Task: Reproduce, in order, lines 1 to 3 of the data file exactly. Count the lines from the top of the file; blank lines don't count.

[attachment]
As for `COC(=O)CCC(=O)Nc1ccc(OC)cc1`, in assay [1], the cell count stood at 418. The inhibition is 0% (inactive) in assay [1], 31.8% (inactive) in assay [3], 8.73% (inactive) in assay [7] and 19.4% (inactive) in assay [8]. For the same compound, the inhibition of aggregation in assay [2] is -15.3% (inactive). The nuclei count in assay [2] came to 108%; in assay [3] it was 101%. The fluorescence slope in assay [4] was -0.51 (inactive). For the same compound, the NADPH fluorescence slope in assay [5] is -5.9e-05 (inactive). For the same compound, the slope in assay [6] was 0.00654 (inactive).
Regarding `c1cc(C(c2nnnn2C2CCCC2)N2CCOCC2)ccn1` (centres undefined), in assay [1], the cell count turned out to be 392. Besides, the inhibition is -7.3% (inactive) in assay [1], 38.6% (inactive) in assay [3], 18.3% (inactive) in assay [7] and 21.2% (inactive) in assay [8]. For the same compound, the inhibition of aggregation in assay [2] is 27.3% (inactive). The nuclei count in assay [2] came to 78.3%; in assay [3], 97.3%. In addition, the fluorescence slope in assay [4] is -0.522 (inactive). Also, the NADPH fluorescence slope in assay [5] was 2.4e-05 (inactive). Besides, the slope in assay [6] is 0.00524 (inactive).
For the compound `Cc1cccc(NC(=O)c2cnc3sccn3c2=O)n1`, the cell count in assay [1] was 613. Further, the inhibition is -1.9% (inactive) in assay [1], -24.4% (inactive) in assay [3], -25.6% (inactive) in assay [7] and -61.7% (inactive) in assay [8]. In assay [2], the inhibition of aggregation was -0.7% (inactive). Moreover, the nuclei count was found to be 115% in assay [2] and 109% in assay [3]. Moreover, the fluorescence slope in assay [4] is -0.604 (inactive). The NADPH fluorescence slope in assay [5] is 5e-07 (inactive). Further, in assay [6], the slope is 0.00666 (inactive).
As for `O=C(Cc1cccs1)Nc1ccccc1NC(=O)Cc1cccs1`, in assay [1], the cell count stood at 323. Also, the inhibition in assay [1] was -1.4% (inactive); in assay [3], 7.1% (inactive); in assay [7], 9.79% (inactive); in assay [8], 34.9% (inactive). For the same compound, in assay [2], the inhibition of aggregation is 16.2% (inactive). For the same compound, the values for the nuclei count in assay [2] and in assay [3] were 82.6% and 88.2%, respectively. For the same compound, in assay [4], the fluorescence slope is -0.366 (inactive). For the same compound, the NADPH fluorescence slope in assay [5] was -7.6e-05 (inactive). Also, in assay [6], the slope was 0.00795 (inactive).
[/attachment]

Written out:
As for `COC(=O)CCC(=O)Nc1ccc(OC)cc1`, in assay [1], the cell count stood at 418. The inhibition is 0% (inactive) in assay [1], 31.8% (inactive) in assay [3], 8.73% (inactive) in assay [7] and 19.4% (inactive) in assay [8]. For the same compound, the inhibition of aggregation in assay [2] is -15.3% (inactive). The nuclei count in assay [2] came to 108%; in assay [3] it was 101%. The fluorescence slope in assay [4] was -0.51 (inactive). For the same compound, the NADPH fluorescence slope in assay [5] is -5.9e-05 (inactive). For the same compound, the slope in assay [6] was 0.00654 (inactive).
Regarding `c1cc(C(c2nnnn2C2CCCC2)N2CCOCC2)ccn1` (centres undefined), in assay [1], the cell count turned out to be 392. Besides, the inhibition is -7.3% (inactive) in assay [1], 38.6% (inactive) in assay [3], 18.3% (inactive) in assay [7] and 21.2% (inactive) in assay [8]. For the same compound, the inhibition of aggregation in assay [2] is 27.3% (inactive). The nuclei count in assay [2] came to 78.3%; in assay [3], 97.3%. In addition, the fluorescence slope in assay [4] is -0.522 (inactive). Also, the NADPH fluorescence slope in assay [5] was 2.4e-05 (inactive). Besides, the slope in assay [6] is 0.00524 (inactive).
For the compound `Cc1cccc(NC(=O)c2cnc3sccn3c2=O)n1`, the cell count in assay [1] was 613. Further, the inhibition is -1.9% (inactive) in assay [1], -24.4% (inactive) in assay [3], -25.6% (inactive) in assay [7] and -61.7% (inactive) in assay [8]. In assay [2], the inhibition of aggregation was -0.7% (inactive). Moreover, the nuclei count was found to be 115% in assay [2] and 109% in assay [3]. Moreover, the fluorescence slope in assay [4] is -0.604 (inactive). The NADPH fluorescence slope in assay [5] is 5e-07 (inactive). Further, in assay [6], the slope is 0.00666 (inactive).